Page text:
phonological conditioning

Phonological conditioning is the process whereby phonemes become assimilated to match the properties of adjacent phonemes.

Example: inefficient

The morphs {il-}, {im-}, {in-}, {ir-} at the beginnings of these four words (in which these morphs function as prefixes) are all representatives of a morpheme representing a meaning of negation, thus turning the word to which they become attached into its opposite meaning. In this case, the selection of these prefixed morphs is conditioned by the phonetic properties of the words to which they become attached, or rather, by the phonetic properties of the initial sound of the word to which the prefix becomes attached.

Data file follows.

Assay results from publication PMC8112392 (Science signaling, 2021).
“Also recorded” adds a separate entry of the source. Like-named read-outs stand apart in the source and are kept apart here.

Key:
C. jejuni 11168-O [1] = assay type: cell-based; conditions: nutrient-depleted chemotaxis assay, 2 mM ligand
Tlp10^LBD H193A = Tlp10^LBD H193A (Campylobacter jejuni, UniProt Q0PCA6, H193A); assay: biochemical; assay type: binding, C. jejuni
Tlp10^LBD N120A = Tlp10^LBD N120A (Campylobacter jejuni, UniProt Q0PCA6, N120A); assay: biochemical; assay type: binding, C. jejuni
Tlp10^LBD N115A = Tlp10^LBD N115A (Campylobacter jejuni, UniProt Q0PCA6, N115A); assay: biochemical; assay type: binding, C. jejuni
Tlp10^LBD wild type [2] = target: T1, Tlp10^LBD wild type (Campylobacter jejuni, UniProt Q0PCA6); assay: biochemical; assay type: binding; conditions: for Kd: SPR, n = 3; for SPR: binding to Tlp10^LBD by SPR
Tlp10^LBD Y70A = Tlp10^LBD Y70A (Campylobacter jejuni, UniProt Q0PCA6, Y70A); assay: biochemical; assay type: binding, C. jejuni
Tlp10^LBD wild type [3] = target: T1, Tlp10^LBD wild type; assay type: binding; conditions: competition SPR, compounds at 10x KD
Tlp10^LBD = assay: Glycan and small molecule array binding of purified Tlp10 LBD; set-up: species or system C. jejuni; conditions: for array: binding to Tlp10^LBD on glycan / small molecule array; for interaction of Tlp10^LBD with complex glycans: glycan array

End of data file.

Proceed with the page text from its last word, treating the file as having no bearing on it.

For example: the first sound in the word possible /p/ is a bilabial sound, therefore, the morph {im-} is selected because it ends in a likewise bilabial sound /m/. This so-called phonological conditioning reflects the tendency in language to facilitate (make easier) the pronunciation of sequences of speech sounds. Sounds that are produced in the same area of the vocal tract (by means of the same or nearby articulators) are easier to pronounce in sequence. The principle underlying this observation is called the principle of least (articulatory) effort or linguistic economy. It reflects the tendency of human language (and indeed many other types of human actions) to become maximally efficient by facilitating the articulation of linguistic sound sequences. These variants of a single morpheme are called allomorphs of this morpheme. We can thus say that the morphs {il-}, {im-}, {ir-} have the same meaning and function as the morph {in-}; all of which realize the bound morpheme and prefix [in-]. They can thus be said to be allomorphs of the morpheme [in-].